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Publication numberUS2996601 A
Publication typeGrant
Publication dateAug 15, 1961
Filing dateFeb 17, 1958
Priority dateFeb 25, 1957
Publication numberUS 2996601 A, US 2996601A, US-A-2996601, US2996601 A, US2996601A
InventorsAlbert Sweetman Ernest
Original AssigneeWickman Ltd
Export CitationBiBTeX, EndNote, RefMan
External Links: USPTO, USPTO Assignment, Espacenet
Treatment of metal articles by electrospark erosion
US 2996601 A
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Description  (OCR text may contain errors)

Aug. 15, 1961 E. A. SWEETMAN 2,996,601

TREATMENT OF METAL ARTICLES BY ELECTRO-SPARK EROSION 2 Sheets-Sheet 1 Filed Feb. 1'7, 1958 Fig.2

marita IJiSw eeflzuzzz Aug. 15, 1961 E. A. SWEETMAN 2,996,601

TREATMENT OF METAL ARTICLES BY ELEGTRO-SPARK EROSION Filed Feb. 17, 1958 2 Sheets-Sheet 2 Fig.3

United States Patent 2,996 601 TREATMENT OF METAL ARTICLES BY ELECTRO- SPARK EROSION Ernest Albert Sweetman, Kenilworth, England, assignor to Wickman Limited, Coventry, England Filed Feb. 17, 1958, Ser. No. 715,768 Claims priority, application Great Britain Feb. 25, 1957 2 Claims. (Cl. 219-69) This invention relates to the cutting or shaping of metal articles, and particularly articles made from hard metals by the method of electric-spark erosion.

The object of the invention is to expedite cutting operations by the said method, and enable improved surface finishes to be obtained.

The invention includes an apparatus wherein the work holder is mounted with a restricted freedom of movement in the direction of feed of the electrode, and has combined with it means for imparting rapid vibratory movements to the work holder in the said direction.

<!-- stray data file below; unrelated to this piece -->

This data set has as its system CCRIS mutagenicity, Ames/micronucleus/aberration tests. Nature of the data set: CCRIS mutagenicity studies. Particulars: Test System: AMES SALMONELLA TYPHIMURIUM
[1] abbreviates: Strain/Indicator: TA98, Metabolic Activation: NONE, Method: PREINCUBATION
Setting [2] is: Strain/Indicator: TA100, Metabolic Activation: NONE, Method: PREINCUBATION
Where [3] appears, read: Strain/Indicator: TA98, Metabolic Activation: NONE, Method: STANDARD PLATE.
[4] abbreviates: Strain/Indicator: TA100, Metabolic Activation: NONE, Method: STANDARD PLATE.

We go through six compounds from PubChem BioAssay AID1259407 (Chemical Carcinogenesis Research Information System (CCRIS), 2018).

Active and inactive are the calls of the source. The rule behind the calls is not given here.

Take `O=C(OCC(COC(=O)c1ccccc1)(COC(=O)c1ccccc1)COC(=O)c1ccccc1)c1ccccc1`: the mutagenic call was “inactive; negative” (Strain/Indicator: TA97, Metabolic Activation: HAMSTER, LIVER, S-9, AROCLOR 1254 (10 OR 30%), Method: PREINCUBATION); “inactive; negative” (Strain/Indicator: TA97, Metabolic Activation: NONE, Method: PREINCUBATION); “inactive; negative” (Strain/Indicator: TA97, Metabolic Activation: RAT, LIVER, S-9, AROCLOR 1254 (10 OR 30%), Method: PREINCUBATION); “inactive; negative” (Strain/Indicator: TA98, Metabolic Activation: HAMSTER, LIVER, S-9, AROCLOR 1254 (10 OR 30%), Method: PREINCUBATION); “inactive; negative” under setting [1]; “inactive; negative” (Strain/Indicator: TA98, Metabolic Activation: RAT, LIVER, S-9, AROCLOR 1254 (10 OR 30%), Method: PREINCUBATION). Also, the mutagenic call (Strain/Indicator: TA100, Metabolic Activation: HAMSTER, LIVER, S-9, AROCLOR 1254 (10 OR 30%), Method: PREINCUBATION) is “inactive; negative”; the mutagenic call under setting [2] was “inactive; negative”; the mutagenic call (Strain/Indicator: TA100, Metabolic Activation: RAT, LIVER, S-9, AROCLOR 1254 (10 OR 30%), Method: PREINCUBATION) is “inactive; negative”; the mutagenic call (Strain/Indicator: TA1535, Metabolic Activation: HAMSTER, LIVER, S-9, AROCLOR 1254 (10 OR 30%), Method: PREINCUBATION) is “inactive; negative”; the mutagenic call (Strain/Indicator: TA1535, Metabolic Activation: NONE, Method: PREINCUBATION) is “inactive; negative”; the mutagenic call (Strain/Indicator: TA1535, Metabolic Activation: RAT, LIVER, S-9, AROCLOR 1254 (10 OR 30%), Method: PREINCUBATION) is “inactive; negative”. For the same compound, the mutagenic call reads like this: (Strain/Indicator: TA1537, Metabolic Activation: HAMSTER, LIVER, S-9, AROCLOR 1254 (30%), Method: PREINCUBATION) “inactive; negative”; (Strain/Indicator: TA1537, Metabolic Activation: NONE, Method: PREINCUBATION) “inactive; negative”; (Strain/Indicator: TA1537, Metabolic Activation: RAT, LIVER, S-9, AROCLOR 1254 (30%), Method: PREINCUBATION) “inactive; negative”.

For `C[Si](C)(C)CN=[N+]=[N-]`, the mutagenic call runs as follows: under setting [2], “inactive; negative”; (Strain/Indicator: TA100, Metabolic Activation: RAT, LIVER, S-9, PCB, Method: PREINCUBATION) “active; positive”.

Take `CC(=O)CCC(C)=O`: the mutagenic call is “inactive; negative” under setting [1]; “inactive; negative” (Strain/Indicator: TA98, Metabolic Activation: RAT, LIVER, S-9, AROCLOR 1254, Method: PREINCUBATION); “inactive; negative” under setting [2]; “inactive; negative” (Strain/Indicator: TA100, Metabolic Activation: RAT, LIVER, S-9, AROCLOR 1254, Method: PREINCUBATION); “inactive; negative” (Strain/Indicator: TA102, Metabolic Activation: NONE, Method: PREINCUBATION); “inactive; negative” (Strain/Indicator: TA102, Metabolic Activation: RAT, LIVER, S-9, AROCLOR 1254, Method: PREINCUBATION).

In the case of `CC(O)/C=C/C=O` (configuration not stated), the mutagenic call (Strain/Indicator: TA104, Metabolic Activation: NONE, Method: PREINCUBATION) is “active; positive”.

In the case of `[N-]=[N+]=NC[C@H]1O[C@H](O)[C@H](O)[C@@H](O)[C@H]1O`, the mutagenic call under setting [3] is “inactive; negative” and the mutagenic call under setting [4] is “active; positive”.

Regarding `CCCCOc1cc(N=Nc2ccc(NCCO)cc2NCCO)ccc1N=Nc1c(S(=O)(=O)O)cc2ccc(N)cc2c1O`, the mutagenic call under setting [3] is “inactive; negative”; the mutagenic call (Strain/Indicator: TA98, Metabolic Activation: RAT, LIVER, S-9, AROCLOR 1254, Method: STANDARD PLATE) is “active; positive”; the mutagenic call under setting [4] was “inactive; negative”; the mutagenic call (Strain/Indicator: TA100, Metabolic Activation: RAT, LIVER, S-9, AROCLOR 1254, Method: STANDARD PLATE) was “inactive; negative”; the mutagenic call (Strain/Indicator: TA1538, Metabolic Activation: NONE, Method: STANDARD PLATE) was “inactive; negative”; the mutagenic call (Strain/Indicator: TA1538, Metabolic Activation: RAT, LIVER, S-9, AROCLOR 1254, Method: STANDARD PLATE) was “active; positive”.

In the accompanying drawings,

FIGURE 1 is a cross section of a portion of an apparatus embodying the invention, and FIGURE 2 is an inverted plan of the work holder.

FIGURE 3 is a sectional elevation illustrating a suitable electromagnet for actuating the work holder.

Referring to the drawings, there is mounted on the base a of a tank b which contains the liquid dielectric used in the operation, a rigid support 0 for a table d which serves as the work holder. The table is attached to the support by a pair of spring blades 2 arranged parallel with each other. Each end of each blade is cranked in its own plane as shown and is attached to the table by studs 1. Also each blade is secured to the support by studs g arranged as shown:

The required vibratory movement is imparted to the table by any convenient electromagnetic means. In the example illustrated by FIGURE 3, this comprises a solenoid having a winding h which is embraced by iron laminations i shaped at one end to form pole pieces k. The movable iron core m of the solenoid has formed on it a head It adapted to co-operate with the said pole pieces, the head being connected to a link 0 which passes through a seal 12 in the support 0 and is secured to the table d. The solenoid winding is supplied with alternationg or intermittent current at a frequency which is rather less than the resonance frequency of the movable mass comprising the table, spring blades and solenoid core, this mass being large relatively to that of the workpiece.

The amplitude of the vibratory movement imparted by the solenoid to the table found to give the desired results is, in one example, about 0.0005 of an inch, this being about one half of the average length of the spark gap between the electrode and work piece.

The arrangement of spring blades above described not only enables the vibratory movements to be imparted to the table in a convenient manner but also prevents undesired lateral movements of the table, so ensuring that movements of the table shall be confined to the direction of the feed movements of the electrode.

The invention is not, however, restricted to the example above described. If desired the vibratory movements "ice may be imparted by other means, such as rotary cams, or by wave motions in a hydraulic vibrator.